BEIJING -- Urban legend tells of an American businessman who, visiting a factory in China's Guangdong Province, witnesses working conditions forbidden by Chinese law. When he inquires about them, the factory owner replies sharply, "Laws made in Beijing mean nothing in Guangdong."
Though apocryphal, the story reflects the localism and institutional inconsistency that are core aspects of the modern Chinese economy. Mao Zedong's attempts to bring centralization and uniformity to an economic system of continental proportions resulted in paralysis. In the reform era, previously suppressed network connections have regenerated quickly, resulting in increasing heterogeneity and even fragmentation within the economic system. From a geopolitical perspective, these accelerating trends make regional divergence and federalist sentiment a key framework for strategic analysis of the Chinese political economy moving forward. ...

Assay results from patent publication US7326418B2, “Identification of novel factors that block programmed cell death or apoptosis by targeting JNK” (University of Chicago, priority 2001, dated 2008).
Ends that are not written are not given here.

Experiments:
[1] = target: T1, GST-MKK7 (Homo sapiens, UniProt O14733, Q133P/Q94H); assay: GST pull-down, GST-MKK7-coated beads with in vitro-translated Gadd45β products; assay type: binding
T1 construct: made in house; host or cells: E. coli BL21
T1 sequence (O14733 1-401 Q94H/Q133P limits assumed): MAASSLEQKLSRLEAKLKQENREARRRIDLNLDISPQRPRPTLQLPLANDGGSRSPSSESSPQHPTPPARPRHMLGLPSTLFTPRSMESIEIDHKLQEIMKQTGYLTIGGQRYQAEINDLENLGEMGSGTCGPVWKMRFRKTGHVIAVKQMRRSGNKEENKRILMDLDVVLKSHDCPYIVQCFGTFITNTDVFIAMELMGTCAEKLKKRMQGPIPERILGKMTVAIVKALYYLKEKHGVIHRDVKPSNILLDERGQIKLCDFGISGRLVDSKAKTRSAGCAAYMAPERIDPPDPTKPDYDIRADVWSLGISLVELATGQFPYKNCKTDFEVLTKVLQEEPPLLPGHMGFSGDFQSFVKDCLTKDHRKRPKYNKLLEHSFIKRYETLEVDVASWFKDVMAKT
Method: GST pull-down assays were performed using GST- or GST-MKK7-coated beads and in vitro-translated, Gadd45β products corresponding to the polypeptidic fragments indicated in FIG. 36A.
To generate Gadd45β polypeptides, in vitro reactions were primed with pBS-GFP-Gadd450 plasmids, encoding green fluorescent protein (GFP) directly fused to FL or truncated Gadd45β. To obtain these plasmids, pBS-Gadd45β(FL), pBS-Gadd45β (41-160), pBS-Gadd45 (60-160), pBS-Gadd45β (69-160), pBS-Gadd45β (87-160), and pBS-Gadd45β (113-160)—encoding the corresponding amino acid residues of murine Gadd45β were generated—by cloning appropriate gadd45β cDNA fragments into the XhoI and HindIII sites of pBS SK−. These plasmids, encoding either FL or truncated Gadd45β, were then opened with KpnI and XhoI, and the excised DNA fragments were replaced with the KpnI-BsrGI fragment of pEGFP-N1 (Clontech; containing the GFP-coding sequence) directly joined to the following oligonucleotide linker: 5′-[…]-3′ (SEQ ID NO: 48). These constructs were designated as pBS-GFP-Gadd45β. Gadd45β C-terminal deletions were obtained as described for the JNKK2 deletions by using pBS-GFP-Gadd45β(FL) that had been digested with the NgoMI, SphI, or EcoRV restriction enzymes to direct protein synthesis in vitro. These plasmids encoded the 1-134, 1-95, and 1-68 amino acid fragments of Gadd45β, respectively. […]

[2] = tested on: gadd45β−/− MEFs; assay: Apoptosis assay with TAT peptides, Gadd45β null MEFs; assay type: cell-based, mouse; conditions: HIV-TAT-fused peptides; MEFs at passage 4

To read the rest, sign up to try World Politics Review
- TWO WEEKS FREE.
- Cancel any time.
- After two weeks, just $11.99 monthly or $94.99/year.
Request a free trial for your office or school. Everyone at a given site can get access through our institutional subscriptions.
- The Realist Prism: India Visit Successful, but Will Obama Follow Through?
- Global Insights: Bond With Modi Helps Obama’s India Visit Exceed Expectations
- Nepal’s Constitutional Standoff Threatens Its Transition
- Global Insights: In State of the Union, Obama Should Not Forget Asia
- The Realist Prism: With No-Show in Paris, Obama Remains in Reactive Mode